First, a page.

My first office job as a teenager was a receptionist role. It included the duties you’d expect—I answered and transferred calls, took messages, and signed for packages. I performed those roles well and (plot twist) also found myself creating an operations manual for the administrative staff. It was essentially a knowledge base of best practices that outlined the administrative responsibilities and role expectations, complete with a training and onboarding guide. At the time, it didn’t seem like a demanding thing to do at all. And though it wasn’t part of my job description, I felt compelled to create it to help the office run more smoothly.
Flash forward to a couple of years ago. I was interviewing for a job and heard myself explain to the hiring manager that I’m the person people hire to help fix business problems using innovative and simple solutions. At that moment, I realized that none of my previous employers had ever actually asked me to “fix their problems”—it’s just something I intuitively did. I’ve had roles across marketing, finance, operations, and even event planning and loved them all, but I would eventually get bored. In every single role, I’d find myself looking for and creating better ways of doing what was already being done.
I realized that none of my previous employers had ever actually asked me to “fix their problems”—it’s just something I intuitively did...In every single role, I’d find myself looking for and creating better ways of doing what was already being done. — Rosy Van Horn, Consultant
Stepping into my natural role
I had no clue that what I’d been doing most of my career was operating as an internal consultant until I met one three years ago. It was then I realized: THAT’S what I want to be when I grow up! Is it possible to have pre-imposter syndrome though? Because I think I had it. I told myself all kinds of things over the next few years that kept me from applying to business consultant roles: “You’re not good enough,” “Your work experience wouldn’t really count,” “You have to have a consultant title on your resume,” and the big one, “You don’t have an MBA.”
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But in those moments, I reminded myself that I had a lot of relevant experience and plenty of transferrable skills. I just needed to find the right opportunity and fit. So, I started doing research and asked for advice from my network. A friend told me about Propeller—a consulting firm in Portland, Oregon. It was ranked nationally as one of the best companies to work for. I stalked their website for a couple of years, learning about their mission, ethos, and spent hours reading all their articles and case studies. I was especially drawn to their core identifier: “we are consultants, fixers, and change makers.” It almost sounded too good to be true.
In February of 2021, Propeller gave me the chance to prove to them (and to my doubting self), that I could be a business consultant. I was interviewing at a couple of places and knew Propeller seriously considers applicants without a traditional consulting background. I remind you, I had pre-imposter syndrome and I really wanted to do this job well, so in the interview process, I made sure to ask about the support for folks like me. Across every person, they echoed the same specifics for how their colleagues and culture helped set them up for success.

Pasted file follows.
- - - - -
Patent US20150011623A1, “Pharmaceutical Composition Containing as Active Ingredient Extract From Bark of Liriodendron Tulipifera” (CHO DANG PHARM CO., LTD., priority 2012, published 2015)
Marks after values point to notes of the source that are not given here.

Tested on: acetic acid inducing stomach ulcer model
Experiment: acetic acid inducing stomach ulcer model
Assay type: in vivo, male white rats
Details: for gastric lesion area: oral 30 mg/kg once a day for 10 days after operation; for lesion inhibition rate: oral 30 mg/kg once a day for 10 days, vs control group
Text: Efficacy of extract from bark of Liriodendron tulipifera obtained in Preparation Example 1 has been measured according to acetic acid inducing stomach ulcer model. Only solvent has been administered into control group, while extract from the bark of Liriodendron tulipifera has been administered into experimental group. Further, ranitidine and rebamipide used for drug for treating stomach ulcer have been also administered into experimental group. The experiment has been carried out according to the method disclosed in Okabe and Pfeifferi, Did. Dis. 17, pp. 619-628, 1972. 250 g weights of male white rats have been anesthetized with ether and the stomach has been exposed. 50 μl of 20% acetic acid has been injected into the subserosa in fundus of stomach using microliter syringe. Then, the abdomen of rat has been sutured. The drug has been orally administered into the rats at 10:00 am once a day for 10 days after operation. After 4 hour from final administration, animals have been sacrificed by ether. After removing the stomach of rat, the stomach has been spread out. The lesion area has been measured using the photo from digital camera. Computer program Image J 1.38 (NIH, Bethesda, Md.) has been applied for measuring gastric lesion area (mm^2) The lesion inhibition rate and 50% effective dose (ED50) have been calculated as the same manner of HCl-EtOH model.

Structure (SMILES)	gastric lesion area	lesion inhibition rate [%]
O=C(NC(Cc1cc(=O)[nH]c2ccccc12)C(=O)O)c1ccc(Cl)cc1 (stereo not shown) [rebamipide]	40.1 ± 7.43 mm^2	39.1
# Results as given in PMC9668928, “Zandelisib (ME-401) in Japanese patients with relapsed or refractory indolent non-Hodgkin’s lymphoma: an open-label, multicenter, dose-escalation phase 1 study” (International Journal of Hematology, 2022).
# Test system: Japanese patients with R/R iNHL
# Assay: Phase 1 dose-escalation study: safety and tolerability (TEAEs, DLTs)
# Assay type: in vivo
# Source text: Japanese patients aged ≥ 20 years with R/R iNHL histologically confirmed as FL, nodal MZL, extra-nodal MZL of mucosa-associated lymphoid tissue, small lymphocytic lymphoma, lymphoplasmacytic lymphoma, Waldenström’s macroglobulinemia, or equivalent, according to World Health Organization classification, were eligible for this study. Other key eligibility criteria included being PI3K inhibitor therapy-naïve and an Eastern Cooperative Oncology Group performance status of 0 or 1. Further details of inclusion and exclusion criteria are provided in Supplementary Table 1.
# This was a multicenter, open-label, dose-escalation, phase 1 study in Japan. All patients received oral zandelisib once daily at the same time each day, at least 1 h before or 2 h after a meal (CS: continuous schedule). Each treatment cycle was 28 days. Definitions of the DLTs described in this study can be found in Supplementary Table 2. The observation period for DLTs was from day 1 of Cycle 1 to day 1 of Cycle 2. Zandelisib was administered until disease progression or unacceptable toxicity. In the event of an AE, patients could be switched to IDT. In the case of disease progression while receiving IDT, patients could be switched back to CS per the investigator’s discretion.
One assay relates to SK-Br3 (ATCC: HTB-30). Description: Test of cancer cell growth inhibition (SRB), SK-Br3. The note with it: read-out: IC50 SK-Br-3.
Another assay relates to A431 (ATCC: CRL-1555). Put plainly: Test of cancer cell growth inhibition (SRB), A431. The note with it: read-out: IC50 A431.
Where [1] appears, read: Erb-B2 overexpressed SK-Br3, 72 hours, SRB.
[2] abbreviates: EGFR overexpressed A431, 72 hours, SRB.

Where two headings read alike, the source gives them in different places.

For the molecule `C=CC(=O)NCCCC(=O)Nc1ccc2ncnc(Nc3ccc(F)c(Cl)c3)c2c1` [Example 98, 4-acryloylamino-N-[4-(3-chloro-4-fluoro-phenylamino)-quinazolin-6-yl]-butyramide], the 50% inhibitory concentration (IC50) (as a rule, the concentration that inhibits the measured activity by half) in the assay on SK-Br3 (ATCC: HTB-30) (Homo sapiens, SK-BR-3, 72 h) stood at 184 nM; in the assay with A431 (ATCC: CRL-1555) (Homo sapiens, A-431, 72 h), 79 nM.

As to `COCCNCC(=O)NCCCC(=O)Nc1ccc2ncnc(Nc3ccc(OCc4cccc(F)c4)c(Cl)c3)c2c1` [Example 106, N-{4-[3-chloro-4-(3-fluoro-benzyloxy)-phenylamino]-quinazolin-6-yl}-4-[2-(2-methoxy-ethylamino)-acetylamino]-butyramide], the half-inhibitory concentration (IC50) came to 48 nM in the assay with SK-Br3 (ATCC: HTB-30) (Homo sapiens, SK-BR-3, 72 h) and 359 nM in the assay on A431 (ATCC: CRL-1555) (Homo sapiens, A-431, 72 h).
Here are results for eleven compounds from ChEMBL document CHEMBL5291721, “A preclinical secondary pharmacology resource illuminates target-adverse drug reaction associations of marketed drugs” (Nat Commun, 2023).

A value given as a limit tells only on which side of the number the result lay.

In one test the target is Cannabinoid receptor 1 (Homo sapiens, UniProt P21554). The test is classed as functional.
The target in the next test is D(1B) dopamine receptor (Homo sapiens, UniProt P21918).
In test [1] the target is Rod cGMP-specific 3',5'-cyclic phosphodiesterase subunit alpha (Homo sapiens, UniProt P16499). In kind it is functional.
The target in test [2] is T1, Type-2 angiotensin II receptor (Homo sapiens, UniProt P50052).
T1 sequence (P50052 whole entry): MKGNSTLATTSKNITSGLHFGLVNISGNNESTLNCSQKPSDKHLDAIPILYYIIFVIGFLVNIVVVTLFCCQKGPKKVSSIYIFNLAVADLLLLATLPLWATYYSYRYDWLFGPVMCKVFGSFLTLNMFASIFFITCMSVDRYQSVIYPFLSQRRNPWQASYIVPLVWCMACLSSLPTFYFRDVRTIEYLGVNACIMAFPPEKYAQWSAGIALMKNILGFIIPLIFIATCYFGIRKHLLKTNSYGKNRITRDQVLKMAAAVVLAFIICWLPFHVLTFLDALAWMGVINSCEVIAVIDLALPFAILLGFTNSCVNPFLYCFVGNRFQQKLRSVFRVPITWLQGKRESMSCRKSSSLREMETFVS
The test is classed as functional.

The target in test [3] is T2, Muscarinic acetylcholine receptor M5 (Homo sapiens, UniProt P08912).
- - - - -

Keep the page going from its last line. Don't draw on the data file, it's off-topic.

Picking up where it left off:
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...in those moments, I reminded myself that I had a lot of relevant experience and plenty of transferrable skills. I just needed to find the right opportunity and fit. — Rosy Van Horn, Consultant
Never a lone wolf
True to form, over the past five months, I can say I’ve never felt more supported. Propeller offers free online self-paced learning paths for different focus areas, lunch and learn series, webinars, an annual $4500 budget towards learning and development, an internal coaching program, and every single Propeller employee has bent over backward to share their own resources, examples, and learning. As I engage in my client work here, what’s probably surprised me most is just how much my previous work experiences have helped me in my consulting role. I pull from my role as a department manager when I’m thinking about a communications strategy. I replicate some of the best practices I used as the leader of a new training and enablement service roll-out to 200 people—even though today it’s for 7,000 client employees. Every single project managed, change rolled out, and complex problem I fixed has taught me lessons I tap into today to be an effective business consultant.
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Every single project managed, change rolled out, and complex problem I fixed has taught me lessons I tap into today to be an effective consultant. — Rosy Van Horn, Consultant
Books & Consulting Resources I Highly Recommend:
“Getting Naked: Shedding the 3 Fears That Sabotage Client Loyalty” By Patrick Lencioni
This book helped me understand consulting a bit more, as well as help me define what kind of consultant I'd be and what kind of company I'd want to work for. Additionally, I also took plenty of classes on LinkedIn learning by Mike Figliuolo.
If you’re thinking of stepping into consulting from a different industry or non-traditional career track, consider checking out the Propeller Careers page for information about an opportunity that might be right for you!